Health and Physical Education Teacher Wendy Carnes brought choosing healthy foods to life by getting local artist Ken Honore to paint a mural on the cafeteria wall at Rosenwald Elementary in New Roads.
Carnes noticed that students often left the fruits and vegetables on their lunch trays untouched. When she asked why, she learned they were unfamiliar with many of the fruits and vegetables they were being served.
Through a mini-grant from the Louisiana Department of Education in partnership with Well-Ahead Louisiana, Carnes has received technical assistance on how to promote healthy eating habits to the 433 students in pre-K through 6th grade, 91% of whom are considered economically disadvantaged. She now incorporates the following to her approach:
- Regularly implementing nutrition education lessons in her Health and PE classes using the Serving Up MyPlate curriculum from the USDA
- Incorporating taste tests into her instruction, offering students a chance to try new foods they were learning about
- Adding decorations and posters to the school cafeteria to raise awareness and promote healthy eating for students and school staff.
As students became more comfortable trying new foods, and their attitudes toward eating healthy started to improve, Carnes was inspired to go big. “I had my [posters] up there and I said, ‘That wall is bare,’” she recalls. That’s when she contacted Honore, whose work she had seen before. “I wanted our kids when they walked in to see…it’s pretty cool to drink milk…and when you eat [fruits and vegetables] they make you strong.”
Honore and a partner painted two murals in the school cafeteria in Fall 2020. “I was excited to do it and be a part [of it], especially since that’s my parents’ hometown,” Honore said.
Throughout the process, Carnes frequently brought her students to the cafeteria so they could see Honore in action and have a chance to ask him questions about being an artist. She felt it was important for students to see Honore utilizing his talents to enrich the community because there is an underrepresentation of Black, Indigenous, and People of Color in the artistic field. “I wanted them to see who was doing it. I wanted them to see a young, black man doing it [and] just let them know that this is something you can actually do.”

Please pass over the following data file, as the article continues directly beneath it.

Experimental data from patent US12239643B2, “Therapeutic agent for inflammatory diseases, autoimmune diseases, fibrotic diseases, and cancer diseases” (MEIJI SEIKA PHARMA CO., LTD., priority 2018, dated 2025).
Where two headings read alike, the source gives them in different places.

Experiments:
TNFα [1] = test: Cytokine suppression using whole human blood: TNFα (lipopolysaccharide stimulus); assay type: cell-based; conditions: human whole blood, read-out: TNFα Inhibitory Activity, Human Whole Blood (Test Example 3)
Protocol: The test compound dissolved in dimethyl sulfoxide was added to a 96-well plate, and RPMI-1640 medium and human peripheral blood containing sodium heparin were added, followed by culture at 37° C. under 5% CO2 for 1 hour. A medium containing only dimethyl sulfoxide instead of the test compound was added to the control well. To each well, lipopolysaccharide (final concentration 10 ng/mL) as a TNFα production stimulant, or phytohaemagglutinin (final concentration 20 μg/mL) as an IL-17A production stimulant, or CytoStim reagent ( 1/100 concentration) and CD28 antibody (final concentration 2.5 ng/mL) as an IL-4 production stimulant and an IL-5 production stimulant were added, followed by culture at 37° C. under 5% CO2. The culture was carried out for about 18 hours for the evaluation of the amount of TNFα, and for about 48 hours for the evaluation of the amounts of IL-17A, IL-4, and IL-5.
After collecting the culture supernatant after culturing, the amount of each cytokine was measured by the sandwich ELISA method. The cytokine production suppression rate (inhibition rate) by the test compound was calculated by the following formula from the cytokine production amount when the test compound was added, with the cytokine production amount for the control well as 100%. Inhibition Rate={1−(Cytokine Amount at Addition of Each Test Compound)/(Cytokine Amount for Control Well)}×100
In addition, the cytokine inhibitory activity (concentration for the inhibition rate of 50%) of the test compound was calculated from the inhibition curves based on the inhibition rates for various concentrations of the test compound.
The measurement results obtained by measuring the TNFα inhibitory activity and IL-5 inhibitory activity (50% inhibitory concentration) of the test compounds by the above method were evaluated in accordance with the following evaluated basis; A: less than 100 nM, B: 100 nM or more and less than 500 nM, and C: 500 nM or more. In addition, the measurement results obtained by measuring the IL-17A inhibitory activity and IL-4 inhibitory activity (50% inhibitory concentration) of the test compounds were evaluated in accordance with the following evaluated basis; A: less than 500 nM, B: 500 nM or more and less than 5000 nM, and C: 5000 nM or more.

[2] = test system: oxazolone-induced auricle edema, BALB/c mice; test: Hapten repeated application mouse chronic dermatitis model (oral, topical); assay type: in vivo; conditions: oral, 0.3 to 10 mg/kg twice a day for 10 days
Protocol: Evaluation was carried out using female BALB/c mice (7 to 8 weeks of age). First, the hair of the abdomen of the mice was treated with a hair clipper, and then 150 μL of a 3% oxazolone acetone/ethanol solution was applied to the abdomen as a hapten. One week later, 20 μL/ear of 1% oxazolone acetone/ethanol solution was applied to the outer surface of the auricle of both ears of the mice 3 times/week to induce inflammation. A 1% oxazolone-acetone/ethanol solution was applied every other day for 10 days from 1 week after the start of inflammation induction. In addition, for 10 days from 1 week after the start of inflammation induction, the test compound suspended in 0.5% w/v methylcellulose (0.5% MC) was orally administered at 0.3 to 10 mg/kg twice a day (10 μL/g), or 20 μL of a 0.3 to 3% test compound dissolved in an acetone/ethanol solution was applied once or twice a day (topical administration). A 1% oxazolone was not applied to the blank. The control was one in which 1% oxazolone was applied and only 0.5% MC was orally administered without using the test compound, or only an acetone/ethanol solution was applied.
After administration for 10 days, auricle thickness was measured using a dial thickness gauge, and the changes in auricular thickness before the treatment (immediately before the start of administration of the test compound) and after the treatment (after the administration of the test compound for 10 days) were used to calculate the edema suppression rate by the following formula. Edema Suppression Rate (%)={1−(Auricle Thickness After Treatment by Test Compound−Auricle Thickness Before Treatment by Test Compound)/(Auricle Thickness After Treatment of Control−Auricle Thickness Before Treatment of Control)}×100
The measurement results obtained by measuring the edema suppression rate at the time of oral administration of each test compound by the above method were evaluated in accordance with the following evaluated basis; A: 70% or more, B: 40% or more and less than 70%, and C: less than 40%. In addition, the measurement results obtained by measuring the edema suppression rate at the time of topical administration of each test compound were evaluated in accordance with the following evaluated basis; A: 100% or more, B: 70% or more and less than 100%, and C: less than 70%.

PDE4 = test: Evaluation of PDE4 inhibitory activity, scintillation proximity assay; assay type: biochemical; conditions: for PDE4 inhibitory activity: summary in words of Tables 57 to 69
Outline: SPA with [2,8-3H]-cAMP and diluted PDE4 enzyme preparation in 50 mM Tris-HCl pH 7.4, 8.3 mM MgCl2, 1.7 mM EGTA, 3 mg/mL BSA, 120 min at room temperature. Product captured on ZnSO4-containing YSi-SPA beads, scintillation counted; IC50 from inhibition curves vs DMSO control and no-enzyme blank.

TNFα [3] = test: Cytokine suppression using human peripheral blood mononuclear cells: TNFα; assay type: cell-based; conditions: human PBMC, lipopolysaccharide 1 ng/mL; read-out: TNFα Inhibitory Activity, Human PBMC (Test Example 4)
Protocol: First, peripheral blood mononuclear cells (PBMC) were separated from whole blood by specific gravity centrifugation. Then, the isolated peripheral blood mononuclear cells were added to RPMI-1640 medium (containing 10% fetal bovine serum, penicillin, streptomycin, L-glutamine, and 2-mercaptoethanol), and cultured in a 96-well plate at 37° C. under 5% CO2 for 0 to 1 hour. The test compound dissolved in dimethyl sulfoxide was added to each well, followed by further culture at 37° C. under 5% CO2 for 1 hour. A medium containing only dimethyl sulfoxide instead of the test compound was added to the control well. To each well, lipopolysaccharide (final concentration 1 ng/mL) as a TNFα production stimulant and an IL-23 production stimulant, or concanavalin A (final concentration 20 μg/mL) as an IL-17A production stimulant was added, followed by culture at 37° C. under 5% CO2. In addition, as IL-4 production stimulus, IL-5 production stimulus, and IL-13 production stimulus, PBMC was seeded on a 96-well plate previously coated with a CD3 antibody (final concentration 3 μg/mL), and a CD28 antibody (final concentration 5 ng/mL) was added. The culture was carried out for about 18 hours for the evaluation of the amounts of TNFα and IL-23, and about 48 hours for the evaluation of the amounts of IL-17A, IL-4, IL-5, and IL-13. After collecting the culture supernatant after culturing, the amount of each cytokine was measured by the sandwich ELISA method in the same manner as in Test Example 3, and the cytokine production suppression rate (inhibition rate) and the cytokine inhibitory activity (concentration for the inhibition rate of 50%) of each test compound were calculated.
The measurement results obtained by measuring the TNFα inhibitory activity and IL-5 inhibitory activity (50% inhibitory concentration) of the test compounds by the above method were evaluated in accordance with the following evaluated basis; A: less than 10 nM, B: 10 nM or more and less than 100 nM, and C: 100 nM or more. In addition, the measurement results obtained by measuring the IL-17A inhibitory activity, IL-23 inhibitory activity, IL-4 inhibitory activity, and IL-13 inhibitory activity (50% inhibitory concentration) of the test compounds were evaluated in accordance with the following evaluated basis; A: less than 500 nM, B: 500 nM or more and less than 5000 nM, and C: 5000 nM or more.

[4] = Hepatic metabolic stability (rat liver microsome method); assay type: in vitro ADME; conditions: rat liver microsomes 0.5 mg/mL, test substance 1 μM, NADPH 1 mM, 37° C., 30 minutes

For Honore, the murals were an opportunity to contribute to the community and for professional growth. “That was my first time doing something on that big of a scale. I definitely wanted to take advantage of that learning experience.”
The students were also excited about the mural. “A lot of them wanted to act like they were strong, to [pose with] their muscles up by the milk [and] stand by the broccoli,” Carnes noted.
When students return to eating in the cafeteria in the fall, the mural will be interactive. Students seen drinking their milk will have their picture taken and posted to the wall where the mural says, “Look Who I Caught Drinking Milk.”
The students aren’t the only Rosenwald Trojans enjoying the new look. Carnes reports that the school nutrition professionals working in the cafeteria are loving how warm, fun and inviting the once bare blue and white walls are. The murals have given faculty and staff a greater sense of pride, and the cafeteria has become the place everyone in the school community wants to be.
Schools provide a unique environment to address health inequities. By promoting healthy foods and beverages, offering students non-food rewards and ensuring access to water, school administrators can take the lead in improving the health of their students. Click here to learn more about the ways to foster healthy eating habits for students.